Africa

A U.S. judge on Wednesday quashed a bid to widen the scope of a civil lawsuit by the U.S. Securities and Exchange Commission that accused miner Rio Tinto of fraud at its Mozambican coal business, a court filing showed, Reuters reported. The SEC filed a complaint against Rio in 2017 with allegations that it had fraudulently concealed the decline in value of the business. Rio had acquired Riversdale mining for $3.7 billion in 2011, on the premise it would be able to barge 30 million tonnes of coal per year down the Zambezi river, and rail a further 12-15 million tonnes of coal per year to port.
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Member countries of the World Trade Organization are aiming to resurrect a dormant system for resolving trade disputes that has been a point of friction between the U.S. and other nations, the Wall Street Journal reported. The WTO’s Appellate Body, the apex of the Geneva-based group’s dispute-settlement system, has been effectively shut down since 2019 after the Trump administration blocked the appointment of new judges. U.S. complaints about the system, which predate the Trump presidency, center on Appellate Body rulings against tariffs and other remedies, limiting what U.S.

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Lawyers representing defunct Belgian airline ChallengeAir moved on Friday to seize Air Namibia’s headquarters after the state carrier failed to honour a 10 million euro ($12.14 million) settlement agreement reached last month to save it from liquidation, Reuters reported. Air Namibia survived liquidation attempts by creditor ChallengeAir SA in January when the two firms reached the settlement agreement minutes before liquidation proceedings were due to kick off.
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Nedbank Group Ltd. is leading discussions to restructure South African power utility Eskom Holdings SOC Ltd.’s 464 billion ($32 billion) debt load, Bloomberg News reported. The parties met in recent days, and one of the options is to transfer at least 100 billion rand of debt to a special-purpose vehicle that would be overseen by the Public Investment Corp., Africa’s biggest fund manager.
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More than 100 million workers across the world’s top eight economies may be forced to change occupations by 2030 due to the effects of the coronavirus pandemic, according to a report released by consultant firm McKinsey & Company on Thursday, The Hill reported. The COVID-19 crisis has accelerated globally trending changes in the workplace, prompting McKinsey to raise its prediction for how many workers will likely need to switch jobs in the top eight economies by 12 percent.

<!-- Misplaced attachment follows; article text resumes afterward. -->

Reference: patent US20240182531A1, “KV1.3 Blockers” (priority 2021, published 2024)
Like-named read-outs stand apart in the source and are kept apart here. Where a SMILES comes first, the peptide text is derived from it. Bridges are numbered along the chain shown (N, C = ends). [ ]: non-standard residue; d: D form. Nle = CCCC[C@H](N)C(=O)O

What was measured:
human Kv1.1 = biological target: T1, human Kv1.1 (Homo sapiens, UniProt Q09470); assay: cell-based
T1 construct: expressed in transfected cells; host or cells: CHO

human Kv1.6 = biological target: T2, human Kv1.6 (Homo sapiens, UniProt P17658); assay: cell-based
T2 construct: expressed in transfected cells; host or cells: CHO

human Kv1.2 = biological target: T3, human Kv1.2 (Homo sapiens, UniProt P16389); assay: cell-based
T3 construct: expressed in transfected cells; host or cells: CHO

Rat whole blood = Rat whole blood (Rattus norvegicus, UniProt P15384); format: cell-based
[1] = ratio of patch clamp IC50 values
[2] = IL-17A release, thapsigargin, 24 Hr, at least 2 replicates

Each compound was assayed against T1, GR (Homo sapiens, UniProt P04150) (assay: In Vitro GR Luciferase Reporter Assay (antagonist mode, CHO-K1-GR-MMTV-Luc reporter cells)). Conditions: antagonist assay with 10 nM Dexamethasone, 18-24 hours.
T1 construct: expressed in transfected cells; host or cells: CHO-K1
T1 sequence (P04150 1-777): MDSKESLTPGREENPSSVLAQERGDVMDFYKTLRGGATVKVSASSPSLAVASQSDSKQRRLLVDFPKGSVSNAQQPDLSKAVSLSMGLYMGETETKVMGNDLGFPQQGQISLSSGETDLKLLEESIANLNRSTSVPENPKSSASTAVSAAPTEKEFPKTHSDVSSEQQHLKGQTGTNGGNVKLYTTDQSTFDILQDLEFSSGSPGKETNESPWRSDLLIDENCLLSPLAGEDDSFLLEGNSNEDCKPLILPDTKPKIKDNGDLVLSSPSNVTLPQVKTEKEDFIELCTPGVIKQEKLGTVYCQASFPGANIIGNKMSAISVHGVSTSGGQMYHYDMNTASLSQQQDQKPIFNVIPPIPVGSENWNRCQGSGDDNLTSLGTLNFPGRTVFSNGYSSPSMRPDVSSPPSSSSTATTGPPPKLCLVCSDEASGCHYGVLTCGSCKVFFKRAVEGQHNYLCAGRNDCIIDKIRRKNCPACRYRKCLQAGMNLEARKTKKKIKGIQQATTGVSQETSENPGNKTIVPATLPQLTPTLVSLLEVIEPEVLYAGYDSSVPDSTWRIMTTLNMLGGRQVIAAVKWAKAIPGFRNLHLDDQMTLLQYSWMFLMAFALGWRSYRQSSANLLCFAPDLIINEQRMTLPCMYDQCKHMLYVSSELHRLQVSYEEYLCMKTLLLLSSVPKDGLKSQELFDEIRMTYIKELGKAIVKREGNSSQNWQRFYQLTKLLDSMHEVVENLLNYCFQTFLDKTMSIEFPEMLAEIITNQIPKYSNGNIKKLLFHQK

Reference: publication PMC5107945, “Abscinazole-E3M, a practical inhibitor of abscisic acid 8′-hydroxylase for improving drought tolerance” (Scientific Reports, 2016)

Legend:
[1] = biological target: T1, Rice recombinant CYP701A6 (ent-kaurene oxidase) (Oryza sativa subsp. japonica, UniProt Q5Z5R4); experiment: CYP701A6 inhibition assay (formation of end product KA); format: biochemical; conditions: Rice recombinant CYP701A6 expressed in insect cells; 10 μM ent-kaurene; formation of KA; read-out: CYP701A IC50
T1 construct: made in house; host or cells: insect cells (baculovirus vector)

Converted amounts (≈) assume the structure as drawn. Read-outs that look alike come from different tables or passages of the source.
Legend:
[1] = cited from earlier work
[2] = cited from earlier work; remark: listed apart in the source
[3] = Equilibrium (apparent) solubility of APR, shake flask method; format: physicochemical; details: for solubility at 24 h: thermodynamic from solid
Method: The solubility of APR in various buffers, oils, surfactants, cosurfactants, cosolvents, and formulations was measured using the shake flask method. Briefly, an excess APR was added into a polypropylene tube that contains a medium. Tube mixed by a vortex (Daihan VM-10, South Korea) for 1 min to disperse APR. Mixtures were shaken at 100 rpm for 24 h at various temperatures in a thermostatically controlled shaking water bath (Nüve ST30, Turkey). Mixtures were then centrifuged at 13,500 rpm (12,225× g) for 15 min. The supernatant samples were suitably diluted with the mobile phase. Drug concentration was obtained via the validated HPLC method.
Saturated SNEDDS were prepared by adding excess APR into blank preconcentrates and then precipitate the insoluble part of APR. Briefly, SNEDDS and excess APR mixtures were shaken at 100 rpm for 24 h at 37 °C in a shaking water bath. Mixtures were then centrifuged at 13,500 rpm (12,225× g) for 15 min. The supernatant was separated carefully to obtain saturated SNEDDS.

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The COVID pandemic has added $24 trillion to the global debt mountain over the last year a new study has shown, leaving it at a record $281 trillion and the worldwide debt-to-GDP ratio at over 355%, Reuters reported. The Institute of International Finance’s global debt monitor estimated government support programmes had accounted for half of the rise, while global firms, banks and households added $5.4 trillion, 3.9 trillion and $2.6 trillion respectively.
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South Africa’s High Court ruled that Eskom Holdings SOC Ltd. can recover 10 billion rand ($681 million) from consumers, enabling the state power utility to raise electricity tariffs by 16%, Bloomberg News reported. The ruling comes after Eskom and the National Energy Regulator of South Africa reached an agreement on the matter, the regulator said in an emailed statement Tuesday. It comes as Nersa appeals a ruling in July 2020 that enables Eskom to boost revenue by 69 billion rand over the next three years.
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South African Airways (SAA) has received a further 5 billion rand ($346 million) from the Department of Public Enterprises to help make severance payments to laid-off staff as part of its rescue plan, administrators of the plan said on Tuesday, Reuters reported. SAA entered a local form of bankruptcy protection in December 2019 after roughly a decade of financial losses, with its fortunes worsening after the COVID-19 pandemic grounded flights. The government committed to providing 10.5 billion rand to bailout the airline in October’s mid-term budget.
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Nigeria’s federal government has set the terms for the conversion of its stock of central bank overdrafts into long-term notes in a bid to create transparency around its dependence on that source of funding, Bloomberg News reported. The 10 trillion naira ($25.6 billion) debt will be exchanged for 30-year notes issued to the central bank, Patience Oniha, head of the Debt Management Office said by email. The agreement on timing for the conversion needs to be finalized to get the required approval from the cabinet, at the earliest in the second quarter, Oniha said.
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Kenya plans to raise more money from foreign than domestic loans as it takes advantage of global appetite for high-yielding debt, Bloomberg News reported. The East African nation intends to raise 123.8 billion shillings ($1.13 billion) from sovereign bonds sold to foreigners in the next four months and an additional 124.3 billion shillings during the fiscal year starting in July, according to the National Treasury. The funds will help finance the budget.

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